Monday, April 22, 2013

Finding The Light Amidst Despair

During my teaching days, in the aftermath of 9/11 a student came to see me to discuss her feelings of helplessness and despair in the face of such monumental evil. While I had no special wisdom to offer her, I did say that although I had been witness to some terrible world events in my lifetime, I had never lost complete hope for one particular reason: if evil truly prevailed in this world, we would have destroyed ourselves by now. The fact that we haven't attests to something that the truly vile and depraved amongst us never acknowledge or admit to themselves – the human capacity for goodness, selflessness, and resilience.

I reminded her of the literature we had studied that attests to those qualities. John Steinbeck, in his best-known novel, The Grapes of Wrath, explored the concept of Manself, his term for the human spirit, a spirit that may certainly suffer setbacks, whether through violence in its many forms, beaten strikes or economic injustice, but remains alive, even in defeat, as long as people continue taking the steps necessary to oppose oppression in its many forms:

... Fear the time when the bombs stop falling while the bombers live- for every bomb is proof that the spirit has not died. And fear the time when the strikes stop while the great owners live – for every little beaten strike is proof that the step is being taken.

And this you can know- fear the time when Manself will not suffer and die for a concept, for this one quality is the foundation of Manself, and this one quality is man, distinctive in the universe.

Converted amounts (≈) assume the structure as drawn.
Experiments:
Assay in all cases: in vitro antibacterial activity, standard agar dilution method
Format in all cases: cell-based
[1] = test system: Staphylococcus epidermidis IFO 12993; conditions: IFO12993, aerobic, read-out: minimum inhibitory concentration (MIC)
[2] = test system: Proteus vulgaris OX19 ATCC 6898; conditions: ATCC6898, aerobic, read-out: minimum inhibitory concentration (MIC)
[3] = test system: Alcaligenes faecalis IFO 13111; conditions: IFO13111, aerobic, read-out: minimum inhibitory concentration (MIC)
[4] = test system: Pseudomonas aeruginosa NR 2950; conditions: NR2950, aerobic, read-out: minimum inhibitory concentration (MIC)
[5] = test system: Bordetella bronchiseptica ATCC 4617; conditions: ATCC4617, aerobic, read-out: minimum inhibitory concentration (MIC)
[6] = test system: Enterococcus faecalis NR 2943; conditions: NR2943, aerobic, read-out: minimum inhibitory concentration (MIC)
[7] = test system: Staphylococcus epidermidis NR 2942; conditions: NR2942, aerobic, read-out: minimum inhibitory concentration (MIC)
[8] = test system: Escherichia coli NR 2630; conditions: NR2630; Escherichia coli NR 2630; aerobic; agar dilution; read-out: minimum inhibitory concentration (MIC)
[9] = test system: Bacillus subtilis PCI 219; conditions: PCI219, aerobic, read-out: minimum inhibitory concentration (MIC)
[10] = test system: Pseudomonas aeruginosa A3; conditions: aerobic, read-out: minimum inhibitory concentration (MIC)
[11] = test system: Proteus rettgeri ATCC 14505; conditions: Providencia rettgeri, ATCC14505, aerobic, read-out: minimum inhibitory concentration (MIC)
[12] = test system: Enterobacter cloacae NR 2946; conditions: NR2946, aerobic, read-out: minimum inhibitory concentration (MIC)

During the recent bombings in Boston, that spirit was very much in evidence. People, despite not knowing where or when the next bomb might go off, instead of fleeing to the safety of shelter, tended to those who had sustained such grievous injuries. Whether doctors, passersby or marathon watchers, they thought of others before themselves:

This is why, whether we are talking about evil on a large or small scale, whether we are talking about suffering that seems to arbitrarily visit us either collectively or individually, hope remains alive, reminding all of us that every one of these moments of grace point the way to something greater, something that some would call transcendent, or to paraphrase Steinbeck, distinctive in the animal kingdom.

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